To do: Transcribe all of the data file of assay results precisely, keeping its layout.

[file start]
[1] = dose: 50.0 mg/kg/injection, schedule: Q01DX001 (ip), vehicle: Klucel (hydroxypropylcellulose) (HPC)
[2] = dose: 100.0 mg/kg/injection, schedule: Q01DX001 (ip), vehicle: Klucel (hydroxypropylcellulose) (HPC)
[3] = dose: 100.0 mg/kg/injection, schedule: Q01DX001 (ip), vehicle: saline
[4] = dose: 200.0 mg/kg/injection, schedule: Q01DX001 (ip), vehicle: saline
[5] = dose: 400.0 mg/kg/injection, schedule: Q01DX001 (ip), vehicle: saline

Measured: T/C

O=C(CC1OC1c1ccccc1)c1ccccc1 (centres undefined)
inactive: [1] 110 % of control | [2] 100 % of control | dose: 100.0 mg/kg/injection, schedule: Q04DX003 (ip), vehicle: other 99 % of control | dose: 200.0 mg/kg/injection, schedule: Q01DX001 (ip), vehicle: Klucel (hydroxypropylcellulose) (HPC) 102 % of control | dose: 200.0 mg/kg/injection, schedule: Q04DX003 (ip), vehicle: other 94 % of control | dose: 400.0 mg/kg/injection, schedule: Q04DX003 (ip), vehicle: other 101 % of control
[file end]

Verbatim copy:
[1] = dose: 50.0 mg/kg/injection, schedule: Q01DX001 (ip), vehicle: Klucel (hydroxypropylcellulose) (HPC)
[2] = dose: 100.0 mg/kg/injection, schedule: Q01DX001 (ip), vehicle: Klucel (hydroxypropylcellulose) (HPC)
[3] = dose: 100.0 mg/kg/injection, schedule: Q01DX001 (ip), vehicle: saline
[4] = dose: 200.0 mg/kg/injection, schedule: Q01DX001 (ip), vehicle: saline
[5] = dose: 400.0 mg/kg/injection, schedule: Q01DX001 (ip), vehicle: saline

Measured: T/C

O=C(CC1OC1c1ccccc1)c1ccccc1 (centres undefined)
inactive: [1] 110 % of control | [2] 100 % of control | dose: 100.0 mg/kg/injection, schedule: Q04DX003 (ip), vehicle: other 99 % of control | dose: 200.0 mg/kg/injection, schedule: Q01DX001 (ip), vehicle: Klucel (hydroxypropylcellulose) (HPC) 102 % of control | dose: 200.0 mg/kg/injection, schedule: Q04DX003 (ip), vehicle: other 94 % of control | dose: 400.0 mg/kg/injection, schedule: Q04DX003 (ip), vehicle: other 101 % of control